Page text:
This is my first draft of the Common App Essay. Any feedback would be great.
Thanks in advance! :)Evaluate a significant experience, achievement, risk you have taken, or ethical dilemma you have faced and its impact on you.
His head was lowered as he finished the last few questions on his homework. Once he was done, he slid the paper over to me. The boy's curious eyes watched me intently as I glanced over the sheet. I looked up at him, smiled, and nodded. From the sparkle in his eyes, one would have thought he had just achieved the impossible. What one did not know, however, was that for the boy, he had done just that.
His name was William. My brother was friends with his parents. His father was in the service and had just been shipped to Iraq. His mother held a full-time job, went to school part-time, and had a baby to take care of. She truly meant well, but penciling William's school work into her schedule was futile. Consequently, my mother asked me to tutor him. She said it would help me. I did not understand at the time. Wasn't I supposed to be helping him, not the other way around? Either way it did not matter, as the following day I found myself with a book in my hands attempting to teach William basic arithmetic.
I quickly realized why I was asked to tutor him. The boy's lack of knowledge in mathematics was daunting. Not only did it elude me as to how a fifth-grader could not understand concepts that I had grasped by the time I was in third-grade, but it also scared me into thinking I could not bring him up to par with the other children. Furthermore, it did not help that I was never one to take the initiative. If I ever got into a situation that was too demanding, I would either back down or make excuses. I was afraid to lead people, make a wrong decision, and then watch them wander down the wrong path. It was an obstacle I needed to overcome yet tried my hardest to pretend did not exist. My freshman year, plus William, was not going to allow me to continue that pretense anymore.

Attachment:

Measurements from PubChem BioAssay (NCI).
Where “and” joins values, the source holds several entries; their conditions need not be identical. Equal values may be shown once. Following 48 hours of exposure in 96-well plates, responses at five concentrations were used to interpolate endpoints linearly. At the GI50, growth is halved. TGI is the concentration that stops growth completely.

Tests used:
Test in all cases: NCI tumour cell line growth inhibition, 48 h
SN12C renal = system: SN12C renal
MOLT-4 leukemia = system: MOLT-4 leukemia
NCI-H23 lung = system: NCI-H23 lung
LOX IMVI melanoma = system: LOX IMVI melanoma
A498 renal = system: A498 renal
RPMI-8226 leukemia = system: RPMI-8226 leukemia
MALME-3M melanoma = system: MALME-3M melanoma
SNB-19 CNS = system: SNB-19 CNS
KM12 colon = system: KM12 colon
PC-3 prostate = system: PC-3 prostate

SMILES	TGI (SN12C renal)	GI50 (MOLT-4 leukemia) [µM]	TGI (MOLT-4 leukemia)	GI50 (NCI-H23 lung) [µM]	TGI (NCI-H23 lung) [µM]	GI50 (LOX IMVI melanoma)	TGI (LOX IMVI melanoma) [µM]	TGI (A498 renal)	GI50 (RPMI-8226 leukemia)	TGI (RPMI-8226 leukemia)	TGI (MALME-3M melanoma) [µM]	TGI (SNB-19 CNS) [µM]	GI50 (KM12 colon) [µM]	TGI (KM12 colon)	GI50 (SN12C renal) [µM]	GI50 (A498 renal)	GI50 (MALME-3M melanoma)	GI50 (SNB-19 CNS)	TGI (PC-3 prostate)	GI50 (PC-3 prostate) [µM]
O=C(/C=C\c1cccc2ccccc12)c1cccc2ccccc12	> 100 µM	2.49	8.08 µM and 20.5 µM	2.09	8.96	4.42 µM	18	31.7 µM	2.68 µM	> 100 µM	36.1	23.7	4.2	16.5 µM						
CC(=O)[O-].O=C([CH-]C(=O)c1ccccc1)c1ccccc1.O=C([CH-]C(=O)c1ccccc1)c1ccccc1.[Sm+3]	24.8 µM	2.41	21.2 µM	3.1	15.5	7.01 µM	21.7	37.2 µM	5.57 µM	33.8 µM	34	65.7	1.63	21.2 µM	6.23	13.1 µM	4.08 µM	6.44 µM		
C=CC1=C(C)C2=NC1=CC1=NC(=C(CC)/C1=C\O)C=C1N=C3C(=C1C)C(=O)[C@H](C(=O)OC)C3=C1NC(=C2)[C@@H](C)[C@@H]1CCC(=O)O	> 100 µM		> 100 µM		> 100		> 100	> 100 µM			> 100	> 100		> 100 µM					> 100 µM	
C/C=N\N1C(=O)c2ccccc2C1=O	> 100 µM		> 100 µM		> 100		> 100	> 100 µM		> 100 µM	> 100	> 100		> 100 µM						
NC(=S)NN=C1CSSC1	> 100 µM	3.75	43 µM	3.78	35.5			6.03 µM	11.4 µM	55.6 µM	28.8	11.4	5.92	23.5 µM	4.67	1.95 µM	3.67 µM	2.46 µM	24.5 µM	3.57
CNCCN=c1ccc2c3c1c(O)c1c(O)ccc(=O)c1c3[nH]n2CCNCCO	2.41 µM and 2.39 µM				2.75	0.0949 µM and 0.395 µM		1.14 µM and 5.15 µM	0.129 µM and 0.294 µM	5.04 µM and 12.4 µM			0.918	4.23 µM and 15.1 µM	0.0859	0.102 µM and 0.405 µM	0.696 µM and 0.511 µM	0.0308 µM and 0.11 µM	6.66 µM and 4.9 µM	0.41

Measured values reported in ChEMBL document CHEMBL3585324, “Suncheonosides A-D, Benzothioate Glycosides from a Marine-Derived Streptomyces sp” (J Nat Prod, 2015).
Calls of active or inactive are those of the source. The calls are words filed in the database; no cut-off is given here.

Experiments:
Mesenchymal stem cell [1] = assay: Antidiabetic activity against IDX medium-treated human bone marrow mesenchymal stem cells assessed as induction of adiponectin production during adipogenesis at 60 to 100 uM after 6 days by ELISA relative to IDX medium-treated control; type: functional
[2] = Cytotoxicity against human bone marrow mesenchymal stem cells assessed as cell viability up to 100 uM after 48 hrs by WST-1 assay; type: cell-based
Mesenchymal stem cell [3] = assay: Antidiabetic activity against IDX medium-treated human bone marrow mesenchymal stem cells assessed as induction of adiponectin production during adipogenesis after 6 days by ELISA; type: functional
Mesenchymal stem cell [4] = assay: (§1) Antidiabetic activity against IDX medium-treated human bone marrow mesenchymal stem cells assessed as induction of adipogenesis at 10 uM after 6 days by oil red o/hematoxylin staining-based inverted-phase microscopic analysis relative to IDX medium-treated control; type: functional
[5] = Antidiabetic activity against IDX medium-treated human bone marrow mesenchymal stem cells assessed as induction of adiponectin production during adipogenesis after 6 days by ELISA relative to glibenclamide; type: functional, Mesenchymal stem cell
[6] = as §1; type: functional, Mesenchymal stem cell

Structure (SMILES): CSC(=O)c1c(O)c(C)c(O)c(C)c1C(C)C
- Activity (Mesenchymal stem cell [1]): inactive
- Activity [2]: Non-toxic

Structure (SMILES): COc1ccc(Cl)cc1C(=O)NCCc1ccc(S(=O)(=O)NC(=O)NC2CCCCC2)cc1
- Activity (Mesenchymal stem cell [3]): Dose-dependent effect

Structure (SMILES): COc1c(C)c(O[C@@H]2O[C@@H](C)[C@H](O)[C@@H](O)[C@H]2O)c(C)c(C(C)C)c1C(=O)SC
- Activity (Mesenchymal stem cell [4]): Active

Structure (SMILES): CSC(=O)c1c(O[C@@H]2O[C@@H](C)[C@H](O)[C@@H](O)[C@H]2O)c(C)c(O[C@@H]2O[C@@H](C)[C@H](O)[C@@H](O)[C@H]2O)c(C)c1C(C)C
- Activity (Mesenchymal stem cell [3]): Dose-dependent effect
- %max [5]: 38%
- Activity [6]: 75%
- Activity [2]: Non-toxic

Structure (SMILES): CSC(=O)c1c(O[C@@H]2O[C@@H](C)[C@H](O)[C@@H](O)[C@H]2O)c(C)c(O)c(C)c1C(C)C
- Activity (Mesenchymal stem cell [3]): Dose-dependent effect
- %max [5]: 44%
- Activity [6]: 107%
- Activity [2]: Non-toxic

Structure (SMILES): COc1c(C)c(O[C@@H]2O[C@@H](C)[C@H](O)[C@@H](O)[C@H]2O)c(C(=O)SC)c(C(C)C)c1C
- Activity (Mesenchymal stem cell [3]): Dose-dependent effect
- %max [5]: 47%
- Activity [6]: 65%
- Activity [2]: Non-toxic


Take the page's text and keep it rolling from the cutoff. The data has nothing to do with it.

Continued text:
William seemed to make no progress the first few weeks. It turned out that I had taught one of his main lessons incorrectly. Since I felt like I was just setting him up for failure, I was ready to give up. However, one day William came to me with a grin on his face and a graded test in his hands. Now, I did not think the grade itself was that great, as it was barely a B, but I could not help but grin with him. The grade may not have been fantastic to me, but it was to him. That was all that counted.
After the first month, William finally brought home his first A, and once again, I smiled right along with him. Near the end of my freshman year, as I was teaching William what would become our last lesson, I realized something. The fact that he continued to fail at the beginning because I led him down the wrong path for a moment did not matter. What mattered in the end was that grin and that graded test.
I am still tutoring.